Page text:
Central Schools Qualify For World Robotics Championships
In February, 24 teams competed in the Hawaii Vex IQ State Championship tournament at Pearlridge Center.
Primarily geared toward younger students, the competition proved to be successful for two area schools.
Mililani Mauka Elementary’s robotics team won an award for its STEM research project, and Waialua Intermediate and High School received the Winner Excellence Award.
As a result of both schools’ recent success at the state level, they qualified to compete at the world tournament this month in Anaheim, Calif.
“It felt rewarding to win the award, because we worked really hard and tried our best to produce the best we could,” said Mililani Mauka fifth-grader Matthew Matsuo.
“We also felt really happy because all our hard work paid off, and we are going to go to Anaheim for the world championship,” added teammate Bowie Ching. “We knew that all we dreamed of was coming true!”
The school’s robotics program, which is comprise of two teams of fifth-graders, completed a number of tasks to achieve success at the state tournament. From conceiving the initial design for the robot to overseeing its construction – and encountering problem-solving scenarios in between – teammate
Jalen Ramos credited their ability to work well with one another.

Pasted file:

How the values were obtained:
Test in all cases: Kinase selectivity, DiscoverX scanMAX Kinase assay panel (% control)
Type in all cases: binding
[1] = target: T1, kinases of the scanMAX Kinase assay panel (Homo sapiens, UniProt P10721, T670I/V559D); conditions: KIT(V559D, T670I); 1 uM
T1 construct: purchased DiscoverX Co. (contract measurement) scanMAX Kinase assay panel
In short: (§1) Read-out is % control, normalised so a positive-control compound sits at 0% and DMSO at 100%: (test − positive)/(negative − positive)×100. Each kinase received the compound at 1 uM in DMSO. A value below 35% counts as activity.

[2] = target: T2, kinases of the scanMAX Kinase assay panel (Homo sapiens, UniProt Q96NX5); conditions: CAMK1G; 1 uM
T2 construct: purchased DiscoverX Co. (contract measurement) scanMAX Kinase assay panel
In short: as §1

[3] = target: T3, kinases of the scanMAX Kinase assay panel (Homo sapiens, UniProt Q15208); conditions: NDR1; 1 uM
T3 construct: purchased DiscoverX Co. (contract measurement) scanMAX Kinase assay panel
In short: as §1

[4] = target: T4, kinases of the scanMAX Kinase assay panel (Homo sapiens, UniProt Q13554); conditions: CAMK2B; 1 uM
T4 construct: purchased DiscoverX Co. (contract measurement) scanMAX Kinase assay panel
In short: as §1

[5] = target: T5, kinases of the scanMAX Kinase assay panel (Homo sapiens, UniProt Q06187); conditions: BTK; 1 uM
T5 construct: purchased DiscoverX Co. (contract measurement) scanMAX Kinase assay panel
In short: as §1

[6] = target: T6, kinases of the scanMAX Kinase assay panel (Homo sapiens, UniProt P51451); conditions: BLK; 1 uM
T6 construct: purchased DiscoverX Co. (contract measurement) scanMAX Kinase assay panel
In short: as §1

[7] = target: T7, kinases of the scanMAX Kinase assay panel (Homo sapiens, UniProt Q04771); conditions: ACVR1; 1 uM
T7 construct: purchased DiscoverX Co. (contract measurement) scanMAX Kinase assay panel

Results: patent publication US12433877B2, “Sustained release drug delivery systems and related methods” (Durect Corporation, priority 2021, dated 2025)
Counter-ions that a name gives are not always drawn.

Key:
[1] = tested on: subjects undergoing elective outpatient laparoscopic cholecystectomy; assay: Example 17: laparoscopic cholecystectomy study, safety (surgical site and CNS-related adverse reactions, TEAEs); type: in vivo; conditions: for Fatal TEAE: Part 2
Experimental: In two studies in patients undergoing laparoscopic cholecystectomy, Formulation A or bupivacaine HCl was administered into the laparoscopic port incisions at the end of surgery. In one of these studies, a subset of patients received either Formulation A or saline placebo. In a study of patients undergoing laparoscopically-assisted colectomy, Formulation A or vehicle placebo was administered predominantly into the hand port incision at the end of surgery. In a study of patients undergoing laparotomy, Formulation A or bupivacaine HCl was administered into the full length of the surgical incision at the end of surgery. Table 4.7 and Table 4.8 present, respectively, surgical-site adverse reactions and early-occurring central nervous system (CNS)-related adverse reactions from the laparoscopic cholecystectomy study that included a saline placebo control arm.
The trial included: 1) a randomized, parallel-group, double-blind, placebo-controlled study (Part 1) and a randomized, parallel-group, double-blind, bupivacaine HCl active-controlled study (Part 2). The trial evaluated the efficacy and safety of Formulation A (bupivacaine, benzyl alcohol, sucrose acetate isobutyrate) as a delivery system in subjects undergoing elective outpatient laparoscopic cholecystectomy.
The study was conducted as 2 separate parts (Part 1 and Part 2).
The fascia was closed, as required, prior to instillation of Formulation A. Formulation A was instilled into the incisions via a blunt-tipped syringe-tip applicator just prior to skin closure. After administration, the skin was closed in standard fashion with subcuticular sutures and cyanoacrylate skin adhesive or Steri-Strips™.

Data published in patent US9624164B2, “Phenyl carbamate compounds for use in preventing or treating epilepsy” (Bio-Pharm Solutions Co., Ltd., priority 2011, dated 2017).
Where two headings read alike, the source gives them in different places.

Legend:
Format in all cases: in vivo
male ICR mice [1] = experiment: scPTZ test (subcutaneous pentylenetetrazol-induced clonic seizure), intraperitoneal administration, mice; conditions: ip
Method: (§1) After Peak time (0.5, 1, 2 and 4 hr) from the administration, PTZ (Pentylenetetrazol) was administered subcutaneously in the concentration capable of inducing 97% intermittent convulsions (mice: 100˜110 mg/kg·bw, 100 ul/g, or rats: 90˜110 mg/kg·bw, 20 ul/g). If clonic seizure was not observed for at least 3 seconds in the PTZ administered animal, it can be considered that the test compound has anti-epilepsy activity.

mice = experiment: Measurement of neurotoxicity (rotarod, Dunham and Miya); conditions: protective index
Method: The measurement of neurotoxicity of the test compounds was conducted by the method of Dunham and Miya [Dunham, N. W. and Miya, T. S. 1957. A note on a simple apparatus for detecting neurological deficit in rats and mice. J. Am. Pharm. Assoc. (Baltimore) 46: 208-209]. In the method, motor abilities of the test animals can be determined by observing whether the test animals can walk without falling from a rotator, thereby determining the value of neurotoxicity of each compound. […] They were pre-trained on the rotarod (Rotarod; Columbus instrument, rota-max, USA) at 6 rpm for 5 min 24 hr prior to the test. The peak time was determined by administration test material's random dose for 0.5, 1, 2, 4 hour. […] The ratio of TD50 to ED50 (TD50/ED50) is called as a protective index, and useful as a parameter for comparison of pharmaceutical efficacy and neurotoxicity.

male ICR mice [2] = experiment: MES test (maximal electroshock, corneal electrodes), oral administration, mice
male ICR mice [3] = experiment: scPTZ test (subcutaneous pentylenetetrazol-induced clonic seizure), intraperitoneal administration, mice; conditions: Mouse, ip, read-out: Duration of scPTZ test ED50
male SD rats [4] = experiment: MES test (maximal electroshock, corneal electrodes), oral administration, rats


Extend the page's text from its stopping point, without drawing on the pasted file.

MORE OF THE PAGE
“We had to use good teamwork to accomplish building our robot. It took everyone on the team to share and test our ideas, fix what was breaking and make our robot strong enough to pick up bucky balls.”
The Mauka team, meanwhile, will use the time leading up to the world tournament to customize a new robot after researching design ideas.
Most of all, the young engineers are looking forward to traveling to Anaheim, where they will take in the sights of robots from schools around the nation, meet other students and, of course, pay a visit to Disneyland.
“All we can hope for is to do our best and congratulate each other while having a wonderful time with one another,” said teammate Casey Morishige.
“I’m amazed with talent of our students,” added robotics coach Dave Morishige. “Children learn by doing, so I am constantly allowing them the opportunity to engage in the programming and constructing of the robots.
“I don’t provide them with the answers, but I do facilitate and guide their learning. I also challenge them to set high goals. In the process, the students develop team-work skills and become leaders.”
For the seasoned champions at Waialua Intermediate and High School, this isn’t the first time its Vex IQ team, made up of seventh-graders, has been recognized for its efforts.
The team also won the STEM award at the Aloha Vex IQ qualifying tournament.
Its winning project focused on the relationship among basketball, robotics and math.
Waialua ranks fifth in the World Skills Challenges and World Programming Skills, which tests teams on their skills in one-minute solo runs, during which they attempt to score as many points as possible.
According to lead coordinator and teacher Glenn Lee, a veteran of such competitions, his team ranked first in the world at one point.
“The team is working on improving its current performance in order to try to reclaim that title,” he said.
In preparation for the competition, the team will redesign its robot for improved performance, and also will continue to revisit and reflect on their STEM project.
The Vex IQ program is a new program in its inaugural year.
“We are very proud of how far it’s come,” said Friends of Hawaii Robotics president Lenny Klompus.
The Friends are preparing now to host the International VEX Summer Games competition, which is scheduled for July 10-13 at Hawaii Convention Center.